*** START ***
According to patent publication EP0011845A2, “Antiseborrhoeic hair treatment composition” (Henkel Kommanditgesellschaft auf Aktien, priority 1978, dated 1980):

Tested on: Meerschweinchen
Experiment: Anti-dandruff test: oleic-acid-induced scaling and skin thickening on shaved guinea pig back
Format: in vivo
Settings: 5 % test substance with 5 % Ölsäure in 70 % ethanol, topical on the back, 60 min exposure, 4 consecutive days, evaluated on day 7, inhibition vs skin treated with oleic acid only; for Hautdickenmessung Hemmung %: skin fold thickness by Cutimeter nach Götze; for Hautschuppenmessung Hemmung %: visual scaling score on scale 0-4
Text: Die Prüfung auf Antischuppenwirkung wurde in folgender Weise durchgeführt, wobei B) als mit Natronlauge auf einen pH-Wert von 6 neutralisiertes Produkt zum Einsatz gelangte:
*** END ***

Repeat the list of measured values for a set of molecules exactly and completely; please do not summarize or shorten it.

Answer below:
According to patent publication EP0011845A2, “Antiseborrhoeic hair treatment composition” (Henkel Kommanditgesellschaft auf Aktien, priority 1978, dated 1980):

Tested on: Meerschweinchen
Experiment: Anti-dandruff test: oleic-acid-induced scaling and skin thickening on shaved guinea pig back
Format: in vivo
Settings: 5 % test substance with 5 % Ölsäure in 70 % ethanol, topical on the back, 60 min exposure, 4 consecutive days, evaluated on day 7, inhibition vs skin treated with oleic acid only; for Hautdickenmessung Hemmung %: skin fold thickness by Cutimeter nach Götze; for Hautschuppenmessung Hemmung %: visual scaling score on scale 0-4
Text: Die Prüfung auf Antischuppenwirkung wurde in folgender Weise durchgeführt, wobei B) als mit Natronlauge auf einen pH-Wert von 6 neutralisiertes Produkt zum Einsatz gelangte: